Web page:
By Julie Grandstaff, VP & Managing Director, StanCorp Investment Advisers, Inc.
The first quarter closed with what may have been the hottest March on record in the U.S. More than 7,700 high-temperature marks were tied or broken throughout the country during the month. Temperatures were approximately 18 degrees warmer than usual in about two-thirds of the country, according to data from the National Oceanic and Atmospheric Administration.
Perhaps taking a cue from the weather, equity markets were "hot" as well. Investors grew emboldened due to encouraging economic news coming out of the U.S., coupled with signs of an easing to Europe's debt troubles. These developments fed a renewed appetite for equities throughout the world. Risk assets rallied for most of the quarter, with some of the biggest gains made right here in the U.S.
These market gains have come despite a significant amount of skepticism. Continuing the trend from 2011, U.S. investors pulled $15.6 billion from U.S. equity mutual funds so far this year, according to the Investment Company Institute. This is remarkable, given that a rising market usually results in fund inflows. Daily trading volumes have also been light. An average of 3.82 billion shares changed hands daily in New York Stock Exchange trading in the first quarter. That figure is 15 percent less than the same period last year and is the worst quarter for trading volumes since 2007. The world economy has shown some signs of improvement, but apparently not enough to regain the trust of the retail investor as of yet.
U.S. employment continues to make positive strides, though the March data was disappointing. There were only 120,000 new jobs created in March, which was well below expectations of 205,000 and half the February figure of 240,000. The unemployment rate dropped to 8.2 percent primarily on lower participation in the job market. Nevertheless, in the last six months the economy has added well over 1 million jobs, indicating that companies have become more confident in the economic outlook.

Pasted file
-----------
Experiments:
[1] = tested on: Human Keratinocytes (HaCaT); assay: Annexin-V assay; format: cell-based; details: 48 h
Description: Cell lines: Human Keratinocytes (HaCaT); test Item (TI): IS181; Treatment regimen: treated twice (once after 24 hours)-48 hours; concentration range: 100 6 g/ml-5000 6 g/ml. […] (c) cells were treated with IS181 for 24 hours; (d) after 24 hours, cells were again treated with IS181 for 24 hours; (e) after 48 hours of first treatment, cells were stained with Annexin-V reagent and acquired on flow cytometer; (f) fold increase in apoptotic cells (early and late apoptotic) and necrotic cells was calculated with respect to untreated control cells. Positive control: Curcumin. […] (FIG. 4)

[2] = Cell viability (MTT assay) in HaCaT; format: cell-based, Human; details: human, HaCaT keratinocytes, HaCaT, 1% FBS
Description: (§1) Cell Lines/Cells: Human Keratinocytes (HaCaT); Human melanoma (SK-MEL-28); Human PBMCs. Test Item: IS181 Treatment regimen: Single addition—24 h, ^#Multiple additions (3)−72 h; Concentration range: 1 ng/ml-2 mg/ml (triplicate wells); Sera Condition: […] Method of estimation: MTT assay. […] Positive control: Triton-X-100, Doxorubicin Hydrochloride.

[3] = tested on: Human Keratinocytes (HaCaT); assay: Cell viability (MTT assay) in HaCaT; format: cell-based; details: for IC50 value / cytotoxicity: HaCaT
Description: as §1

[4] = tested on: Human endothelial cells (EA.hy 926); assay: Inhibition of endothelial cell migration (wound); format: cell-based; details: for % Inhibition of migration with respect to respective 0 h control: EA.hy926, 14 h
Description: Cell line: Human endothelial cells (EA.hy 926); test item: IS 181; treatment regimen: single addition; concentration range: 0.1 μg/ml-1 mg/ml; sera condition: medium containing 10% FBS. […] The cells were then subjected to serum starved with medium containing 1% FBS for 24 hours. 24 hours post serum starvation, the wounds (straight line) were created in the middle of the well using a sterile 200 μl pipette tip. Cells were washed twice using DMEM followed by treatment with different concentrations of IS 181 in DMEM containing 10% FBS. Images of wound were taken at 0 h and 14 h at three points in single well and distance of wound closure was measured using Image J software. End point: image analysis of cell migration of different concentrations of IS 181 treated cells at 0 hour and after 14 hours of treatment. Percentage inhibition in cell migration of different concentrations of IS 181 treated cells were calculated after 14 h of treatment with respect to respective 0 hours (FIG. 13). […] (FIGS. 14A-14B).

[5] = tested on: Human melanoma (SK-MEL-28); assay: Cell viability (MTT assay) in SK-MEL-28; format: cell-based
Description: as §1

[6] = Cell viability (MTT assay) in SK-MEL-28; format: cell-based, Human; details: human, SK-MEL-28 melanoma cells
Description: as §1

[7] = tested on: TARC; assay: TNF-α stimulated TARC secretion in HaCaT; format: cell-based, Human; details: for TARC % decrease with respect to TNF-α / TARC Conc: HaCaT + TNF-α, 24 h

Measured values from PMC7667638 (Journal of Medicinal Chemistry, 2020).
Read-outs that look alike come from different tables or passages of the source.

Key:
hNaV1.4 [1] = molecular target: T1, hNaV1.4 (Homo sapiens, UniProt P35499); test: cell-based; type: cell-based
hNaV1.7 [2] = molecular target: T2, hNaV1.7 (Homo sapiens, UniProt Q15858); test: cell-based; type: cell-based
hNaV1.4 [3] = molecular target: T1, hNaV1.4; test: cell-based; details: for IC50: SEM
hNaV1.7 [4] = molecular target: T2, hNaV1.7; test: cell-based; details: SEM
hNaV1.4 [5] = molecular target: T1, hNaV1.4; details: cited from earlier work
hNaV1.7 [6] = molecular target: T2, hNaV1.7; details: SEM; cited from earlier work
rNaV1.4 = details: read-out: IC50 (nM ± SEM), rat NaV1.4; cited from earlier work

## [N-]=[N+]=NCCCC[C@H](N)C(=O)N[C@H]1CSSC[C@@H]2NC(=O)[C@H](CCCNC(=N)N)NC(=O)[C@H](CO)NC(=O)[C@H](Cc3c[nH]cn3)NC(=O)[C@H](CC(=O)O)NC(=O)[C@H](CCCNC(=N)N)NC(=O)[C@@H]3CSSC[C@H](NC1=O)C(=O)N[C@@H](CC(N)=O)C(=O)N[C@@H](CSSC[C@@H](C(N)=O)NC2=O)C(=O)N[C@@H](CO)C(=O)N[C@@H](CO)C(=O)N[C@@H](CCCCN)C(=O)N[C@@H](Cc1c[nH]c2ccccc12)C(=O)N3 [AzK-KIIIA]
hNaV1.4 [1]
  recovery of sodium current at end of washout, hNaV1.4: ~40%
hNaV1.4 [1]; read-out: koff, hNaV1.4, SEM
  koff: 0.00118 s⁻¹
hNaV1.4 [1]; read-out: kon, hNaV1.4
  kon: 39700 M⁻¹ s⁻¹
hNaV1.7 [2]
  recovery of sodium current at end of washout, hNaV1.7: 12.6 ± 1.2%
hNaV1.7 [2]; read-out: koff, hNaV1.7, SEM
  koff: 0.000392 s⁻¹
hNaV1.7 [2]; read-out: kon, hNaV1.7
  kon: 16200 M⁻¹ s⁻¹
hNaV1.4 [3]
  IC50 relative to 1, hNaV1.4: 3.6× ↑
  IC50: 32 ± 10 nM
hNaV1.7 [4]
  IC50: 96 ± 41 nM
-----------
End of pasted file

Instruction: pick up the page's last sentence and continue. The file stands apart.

This pickup in hiring has boosted consumer confidence to a four-year high, giving hope that the recent gains in household spending, which account for 70 percent of the economy, can be sustained. Household spending was up a surprising 0.8 percent in February after a respectable 0.4 percent in January.
In any case, the recent spending will have likely led to another positive quarter of economic growth for the U.S. once the first quarter Gross Domestic Product (GDP) calculation is finalized. Overall, the U.S. economy, as measured by GDP growth, grew at an annualized level of 3 percent in the fourth quarter of 2011. It is expected to come in at roughly 2 percent for the first quarter of 2012. While positive, this growth is not very good considering that we are coming out of a recession. Post-recession GDP growth is usually stronger than average. By comparison, our average GDP growth from 1948 through 2011 was 3.25 percent.
But weak growth is preferable to no growth. It is uncertain, however, just how long even the relatively weak growth can continue. While consumer spending was up significantly in the first two months of the year, it was not funded by rising incomes. In contrast, incomes have remained stagnant, failing to keep up with inflation so far in 2012, despite the increases in overall employment. In effect, we do not yet appear to be creating high-income jobs. Consumption has recently increased, but consumers have been funding it by saving less in order to supplement their low income.
However, savings rates are already very low in the U.S., both historically and as compared to other countries. Taxes must inevitably increase at some point as well. Both will put a strain on consumer spending. Consequently, we cannot expect to sustain spending growth in excess of income growth for very long. Ultimately, we need to see real income growth before we have a sustainable economic recovery.